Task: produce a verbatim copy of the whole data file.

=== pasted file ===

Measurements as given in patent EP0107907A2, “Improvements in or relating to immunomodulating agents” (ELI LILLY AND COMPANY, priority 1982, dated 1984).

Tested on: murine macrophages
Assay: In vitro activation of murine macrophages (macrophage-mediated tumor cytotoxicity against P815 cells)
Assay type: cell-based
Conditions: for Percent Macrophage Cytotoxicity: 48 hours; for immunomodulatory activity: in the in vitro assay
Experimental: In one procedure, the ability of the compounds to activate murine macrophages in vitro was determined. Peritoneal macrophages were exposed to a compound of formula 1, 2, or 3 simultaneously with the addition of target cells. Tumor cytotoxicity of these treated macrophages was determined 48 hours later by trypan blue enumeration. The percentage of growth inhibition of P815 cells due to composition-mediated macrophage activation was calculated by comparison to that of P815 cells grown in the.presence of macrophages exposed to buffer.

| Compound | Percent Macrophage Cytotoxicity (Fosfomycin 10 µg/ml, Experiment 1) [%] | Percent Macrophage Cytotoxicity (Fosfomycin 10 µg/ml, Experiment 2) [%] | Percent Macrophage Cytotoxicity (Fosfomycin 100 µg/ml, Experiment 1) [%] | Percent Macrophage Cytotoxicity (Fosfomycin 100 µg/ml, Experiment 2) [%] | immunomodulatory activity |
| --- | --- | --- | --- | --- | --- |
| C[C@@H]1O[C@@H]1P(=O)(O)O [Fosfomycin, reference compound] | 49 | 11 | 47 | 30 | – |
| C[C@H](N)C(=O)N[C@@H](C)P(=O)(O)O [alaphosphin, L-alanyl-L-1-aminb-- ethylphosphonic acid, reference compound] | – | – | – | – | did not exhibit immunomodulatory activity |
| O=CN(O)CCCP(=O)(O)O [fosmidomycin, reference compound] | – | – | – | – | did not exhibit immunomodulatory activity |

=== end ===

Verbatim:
Measurements as given in patent EP0107907A2, “Improvements in or relating to immunomodulating agents” (ELI LILLY AND COMPANY, priority 1982, dated 1984).

Tested on: murine macrophages
Assay: In vitro activation of murine macrophages (macrophage-mediated tumor cytotoxicity against P815 cells)
Assay type: cell-based
Conditions: for Percent Macrophage Cytotoxicity: 48 hours; for immunomodulatory activity: in the in vitro assay
Experimental: In one procedure, the ability of the compounds to activate murine macrophages in vitro was determined. Peritoneal macrophages were exposed to a compound of formula 1, 2, or 3 simultaneously with the addition of target cells. Tumor cytotoxicity of these treated macrophages was determined 48 hours later by trypan blue enumeration. The percentage of growth inhibition of P815 cells due to composition-mediated macrophage activation was calculated by comparison to that of P815 cells grown in the.presence of macrophages exposed to buffer.

| Compound | Percent Macrophage Cytotoxicity (Fosfomycin 10 µg/ml, Experiment 1) [%] | Percent Macrophage Cytotoxicity (Fosfomycin 10 µg/ml, Experiment 2) [%] | Percent Macrophage Cytotoxicity (Fosfomycin 100 µg/ml, Experiment 1) [%] | Percent Macrophage Cytotoxicity (Fosfomycin 100 µg/ml, Experiment 2) [%] | immunomodulatory activity |
| --- | --- | --- | --- | --- | --- |
| C[C@@H]1O[C@@H]1P(=O)(O)O [Fosfomycin, reference compound] | 49 | 11 | 47 | 30 | – |
| C[C@H](N)C(=O)N[C@@H](C)P(=O)(O)O [alaphosphin, L-alanyl-L-1-aminb-- ethylphosphonic acid, reference compound] | – | – | – | – | did not exhibit immunomodulatory activity |
| O=CN(O)CCCP(=O)(O)O [fosmidomycin, reference compound] | – | – | – | – | did not exhibit immunomodulatory activity |